Authors: Leah Schatz, Tom Richards
Employers can screen employees wishing to enter the workplace if they determine screening is necessary to meet the occupational health and safety obligation to provide a safe workplace.
Employers can require employees to disclose circumstances which may materially increase the risk of an employee spreading COVID-19 in the workplace. The government of Saskatchewan, by a Public Health Order dated March 26, 2020 (“the Order”), has directed that all individuals who have been identified by a Medical Health Officer as a close contact of a person with COVID-19 must go into mandatory self-isolation for fourteen days from the date of last exposure. All individuals who are household members or contacts of a person with COVID-19 are also required by the Order to go into mandatory self-isolation. With limited exceptions, the Order likewise provides that all individuals who have travelled internationally must go into self-isolation for a fourteen day period. Employers can rely in part on the Order when determining if an employee should be screened prior to returning to the workplace.
Similar Public Health Orders exist in other provinces. Given the current circumstances of the pandemic, it is also reasonable for employers to require employees to report any symptoms of illness that are related to COVID-19 or otherwise.
Screening based on the above criteria can occur through employee questioning and testing, or alternatively, by the completing and signing of daily screening logs. Where an employer has reasonable cause to believe an individual is at risk of spreading the disease the employer is within their right to deny entry into the workplace and require medical clearance before entry. Screening of employees should occur generally and not be exclusive to only a few employees to avoid the risk of a human rights issue arising.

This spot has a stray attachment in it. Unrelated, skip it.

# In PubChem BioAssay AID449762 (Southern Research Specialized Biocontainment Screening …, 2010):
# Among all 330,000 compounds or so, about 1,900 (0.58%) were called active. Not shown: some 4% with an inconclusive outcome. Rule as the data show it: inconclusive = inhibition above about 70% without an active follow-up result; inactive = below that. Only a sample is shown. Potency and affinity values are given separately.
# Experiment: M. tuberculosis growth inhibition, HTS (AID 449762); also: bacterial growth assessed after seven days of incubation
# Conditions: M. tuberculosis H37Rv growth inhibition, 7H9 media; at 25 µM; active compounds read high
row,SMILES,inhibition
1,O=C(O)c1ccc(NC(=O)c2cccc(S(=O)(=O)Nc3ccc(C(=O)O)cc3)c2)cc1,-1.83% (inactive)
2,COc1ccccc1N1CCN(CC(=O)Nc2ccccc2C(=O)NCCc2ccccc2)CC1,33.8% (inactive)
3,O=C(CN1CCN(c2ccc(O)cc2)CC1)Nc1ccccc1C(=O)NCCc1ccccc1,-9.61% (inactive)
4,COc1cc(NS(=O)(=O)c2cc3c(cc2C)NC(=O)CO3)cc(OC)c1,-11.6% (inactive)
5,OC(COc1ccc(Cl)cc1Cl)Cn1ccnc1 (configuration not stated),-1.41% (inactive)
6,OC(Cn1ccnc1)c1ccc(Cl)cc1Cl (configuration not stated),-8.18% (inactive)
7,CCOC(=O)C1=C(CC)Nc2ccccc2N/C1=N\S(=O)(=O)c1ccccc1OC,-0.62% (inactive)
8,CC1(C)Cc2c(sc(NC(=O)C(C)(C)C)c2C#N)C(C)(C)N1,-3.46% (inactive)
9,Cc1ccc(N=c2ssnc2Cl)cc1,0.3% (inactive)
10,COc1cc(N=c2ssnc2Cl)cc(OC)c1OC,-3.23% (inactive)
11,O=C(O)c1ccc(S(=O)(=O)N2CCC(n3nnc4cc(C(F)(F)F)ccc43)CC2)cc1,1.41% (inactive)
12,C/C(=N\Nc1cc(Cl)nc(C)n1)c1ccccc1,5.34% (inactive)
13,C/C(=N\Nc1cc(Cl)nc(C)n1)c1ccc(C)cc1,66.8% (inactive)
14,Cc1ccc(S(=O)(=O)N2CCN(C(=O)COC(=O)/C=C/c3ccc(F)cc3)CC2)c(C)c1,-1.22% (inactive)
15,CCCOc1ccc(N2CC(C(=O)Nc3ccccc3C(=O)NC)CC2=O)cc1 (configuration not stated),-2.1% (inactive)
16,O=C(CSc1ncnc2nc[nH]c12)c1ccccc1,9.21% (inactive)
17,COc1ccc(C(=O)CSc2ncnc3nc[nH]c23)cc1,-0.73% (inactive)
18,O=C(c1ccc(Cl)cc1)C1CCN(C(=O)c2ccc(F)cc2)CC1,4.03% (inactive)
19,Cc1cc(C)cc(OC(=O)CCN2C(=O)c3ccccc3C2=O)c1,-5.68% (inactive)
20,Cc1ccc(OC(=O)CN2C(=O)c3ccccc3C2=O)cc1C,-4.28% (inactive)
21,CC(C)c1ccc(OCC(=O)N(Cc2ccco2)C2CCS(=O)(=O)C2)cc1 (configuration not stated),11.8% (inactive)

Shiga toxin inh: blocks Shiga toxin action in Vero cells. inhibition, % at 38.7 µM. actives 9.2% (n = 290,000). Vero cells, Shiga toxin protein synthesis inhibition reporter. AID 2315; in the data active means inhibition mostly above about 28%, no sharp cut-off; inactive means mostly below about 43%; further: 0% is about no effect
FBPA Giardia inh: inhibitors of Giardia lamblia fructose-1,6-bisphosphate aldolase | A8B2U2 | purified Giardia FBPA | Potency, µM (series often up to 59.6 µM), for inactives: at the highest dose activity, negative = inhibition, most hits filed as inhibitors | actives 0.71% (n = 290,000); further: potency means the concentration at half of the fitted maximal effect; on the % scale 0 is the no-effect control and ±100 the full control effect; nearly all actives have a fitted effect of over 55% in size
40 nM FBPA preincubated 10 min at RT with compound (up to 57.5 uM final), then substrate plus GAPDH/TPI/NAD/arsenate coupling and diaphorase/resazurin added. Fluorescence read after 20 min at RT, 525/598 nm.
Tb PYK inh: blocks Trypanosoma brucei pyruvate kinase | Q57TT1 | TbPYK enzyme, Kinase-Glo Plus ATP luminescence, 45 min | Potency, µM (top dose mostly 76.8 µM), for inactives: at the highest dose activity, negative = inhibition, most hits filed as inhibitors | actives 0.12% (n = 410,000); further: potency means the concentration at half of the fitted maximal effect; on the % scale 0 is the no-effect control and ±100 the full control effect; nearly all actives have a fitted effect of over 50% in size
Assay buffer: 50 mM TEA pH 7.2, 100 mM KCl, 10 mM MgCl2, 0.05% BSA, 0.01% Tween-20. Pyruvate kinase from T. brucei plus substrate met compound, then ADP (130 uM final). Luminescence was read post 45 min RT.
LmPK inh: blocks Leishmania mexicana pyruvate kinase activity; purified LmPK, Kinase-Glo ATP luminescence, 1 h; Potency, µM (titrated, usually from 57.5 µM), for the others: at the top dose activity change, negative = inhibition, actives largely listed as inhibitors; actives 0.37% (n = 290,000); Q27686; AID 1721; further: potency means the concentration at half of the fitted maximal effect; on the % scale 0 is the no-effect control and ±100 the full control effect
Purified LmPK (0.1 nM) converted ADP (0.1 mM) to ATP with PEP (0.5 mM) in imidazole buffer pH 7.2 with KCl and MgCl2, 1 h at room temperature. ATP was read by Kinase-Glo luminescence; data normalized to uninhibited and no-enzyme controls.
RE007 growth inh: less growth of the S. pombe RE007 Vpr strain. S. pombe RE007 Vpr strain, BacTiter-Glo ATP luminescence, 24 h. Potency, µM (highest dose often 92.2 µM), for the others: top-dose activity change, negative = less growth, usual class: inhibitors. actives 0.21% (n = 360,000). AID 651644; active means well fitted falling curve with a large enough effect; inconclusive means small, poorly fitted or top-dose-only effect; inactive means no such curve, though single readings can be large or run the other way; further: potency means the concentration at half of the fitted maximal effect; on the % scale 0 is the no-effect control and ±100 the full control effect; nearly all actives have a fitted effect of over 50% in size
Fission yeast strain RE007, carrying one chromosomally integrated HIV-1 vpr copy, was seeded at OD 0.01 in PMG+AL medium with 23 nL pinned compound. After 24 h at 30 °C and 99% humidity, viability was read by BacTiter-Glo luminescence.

In terms of testing for COVID-19, the law in Canada provides that employers can require testing when there is reasonable cause to do so. Where there is an argument that a legitimate risk of spread of the virus exists, it is reasonable to test, if testing is available, or alternatively, the administration of temperature testing is also reasonable.
The MLT Aikins labour and employment team will continue to monitor the situation respecting the monitoring and testing of employees and will provide additional updates on legal issues that may impact employers. In the meantime, please do not hesitate to reach out to our team if you have specific questions regarding the screening and testing of employees, or if you require more general assistance in getting your organization prepared for addressing the operational impacts of COVID-19.
Employers considering employee screening should also ensure that they consider privacy law requirements for any information collected in the process of screening. Please see our blog on these considerations for further information.
Note: This article is of a general nature only and is not exhaustive of all possible legal rights or remedies. In addition, laws may change over time and should be interpreted only in the context of particular circumstances such that these materials are not intended to be relied upon or taken as legal advice or opinion. Readers should consult a legal professional for specific advice in any particular situation.